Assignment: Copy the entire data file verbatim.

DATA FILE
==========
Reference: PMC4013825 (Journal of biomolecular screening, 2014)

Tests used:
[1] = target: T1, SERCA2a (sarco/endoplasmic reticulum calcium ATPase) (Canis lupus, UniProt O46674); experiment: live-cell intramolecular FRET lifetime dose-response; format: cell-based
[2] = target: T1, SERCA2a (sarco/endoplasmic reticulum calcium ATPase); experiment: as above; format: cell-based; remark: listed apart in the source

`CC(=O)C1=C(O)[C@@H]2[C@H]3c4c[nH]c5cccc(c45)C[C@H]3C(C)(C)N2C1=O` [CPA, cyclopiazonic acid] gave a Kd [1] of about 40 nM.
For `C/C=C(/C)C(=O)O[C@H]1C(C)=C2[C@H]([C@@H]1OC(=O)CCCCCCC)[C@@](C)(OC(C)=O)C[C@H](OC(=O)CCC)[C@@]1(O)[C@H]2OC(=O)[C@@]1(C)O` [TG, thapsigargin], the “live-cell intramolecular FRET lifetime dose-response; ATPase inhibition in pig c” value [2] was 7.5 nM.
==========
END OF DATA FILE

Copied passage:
Reference: PMC4013825 (Journal of biomolecular screening, 2014)

Tests used:
[1] = target: T1, SERCA2a (sarco/endoplasmic reticulum calcium ATPase) (Canis lupus, UniProt O46674); experiment: live-cell intramolecular FRET lifetime dose-response; format: cell-based
[2] = target: T1, SERCA2a (sarco/endoplasmic reticulum calcium ATPase); experiment: as above; format: cell-based; remark: listed apart in the source

`CC(=O)C1=C(O)[C@@H]2[C@H]3c4c[nH]c5cccc(c45)C[C@H]3C(C)(C)N2C1=O` [CPA, cyclopiazonic acid] gave a Kd [1] of about 40 nM.
For `C/C=C(/C)C(=O)O[C@H]1C(C)=C2[C@H]([C@@H]1OC(=O)CCCCCCC)[C@@](C)(OC(C)=O)C[C@H](OC(=O)CCC)[C@@]1(O)[C@H]2OC(=O)[C@@]1(C)O` [TG, thapsigargin], the “live-cell intramolecular FRET lifetime dose-response; ATPase inhibition in pig c” value [2] was 7.5 nM.